08 October 2019

TIPS 2019. Again a Stationery Fair

This past weekend, the second edition of the Tokyo International Pen Show (TIPS) took place in the Ward of Taito in Tokyo. I attended it and these are my reflections.

The plain figures are very clear and straight-forward: about 2000 visitors, 1200 on the first day; about 200 foreigners; 86 tables with 71 traders. This means a big success and a significant improvement over the results of 2018: 1600 visitors and 50 traders.


People and inks. Are those the argument of TIPS?

My criticism this year is, in essence, the same as on 2018——this event was not a pen show, this was a stationery salon (like some others in Tokyo: Bungujoshi, Kamihaku, and Inkunuma (::1::, ::2::)) where you could find some fountain pens. Vintage pens, on their side, were limited to four or five tables——Wagner group, Seoul Pen Show, Andre Mora, Stylus Aurea, and Pen Land/Komehyo. And not even the parallel Wagner meeting on Sunday at a different venue, could correct this deficiency.


The table of the Seoul Pen Show with some vintage pens.

However, this didn't mean that there were no fountain pens. Many of the traders were well established stationers from all over Japan who have their own special pen models and inks, mostly made by Sailor. This was the case of BunguBox, Kingdom Note, Nagasawa, Ei-Publishing Co. (Shumi-no Bungubako)… And in fact there is a demand for all those somehow different pens—if only because of their colorful decoration.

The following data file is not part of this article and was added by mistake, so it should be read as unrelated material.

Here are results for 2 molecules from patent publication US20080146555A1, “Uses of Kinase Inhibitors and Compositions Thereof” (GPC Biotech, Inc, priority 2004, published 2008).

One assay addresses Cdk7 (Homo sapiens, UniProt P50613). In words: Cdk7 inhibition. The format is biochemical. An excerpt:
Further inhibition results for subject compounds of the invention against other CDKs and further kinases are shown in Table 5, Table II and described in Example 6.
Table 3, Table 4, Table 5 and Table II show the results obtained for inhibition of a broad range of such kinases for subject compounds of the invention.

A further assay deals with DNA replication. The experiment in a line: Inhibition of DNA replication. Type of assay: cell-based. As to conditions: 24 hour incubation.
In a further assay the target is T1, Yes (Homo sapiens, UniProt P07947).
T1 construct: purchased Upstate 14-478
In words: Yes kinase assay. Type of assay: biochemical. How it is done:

This prevalent presence of Sailor –even if indirect-- made Leigh Reyes, always deeply insightful, that this was the pen show of Sailor. The presence of the other two big companies was marginal.


Sailor inks, Sailor pens. Kingdom Note.

The international presence was more important this year: Franklin-Christoph, Schon, Yaching Style, Armando Simoni Club, Andre Mora, Stylus Aurea, Aesthetic Bay... But they accounted to just about 10% of the traders.


Aesthetic Bay, from Singapore.


Franklin-Christoph, from USA.

All in all, the most interesting aspect of the show was, as is often the case, the community of users. On this edition, and much to my surprise, the number of visitors coming from overseas was particularly big. Organizers speak of 10% of the attendees being foreigners. That means about 200 people. I don't know how they came with this number, but I am afraid they considered any long term resident in Japan as foreign visitor. Anyway, this edition attracted visitors from Australia, Hong Kong, Taiwan, Thailand, Philippines, Singapore, United States, Canada, France, Italy, Spain... This fact is indeed remarkable and contributed to provide a cosmopolitan air to an otherwise very parochial show.


An active and enthusiastic group of foreign visitors.

TIPS is not a pen show, and TIPS is barely international. But 2000 visitors move a lot of money and are a powerful argument not to change the business model.

At the end, the stationery market is a lot more important and lucrative than that of fountain pens.


Paper, paper, paper...


NOTE 1: For a more positive view of the TIPS 2019 I recommend the accounts of Fudefan: https://www.fudefan.com/2019/10/tips-2019/
And for an excellent video overview, check Inky.Rocks' video: https://youtu.be/9iyXeihsiYQ

NOTE 2: TIPS 2020 will take place on November 7th and 8th in Hamamatsucho area in Tokyo.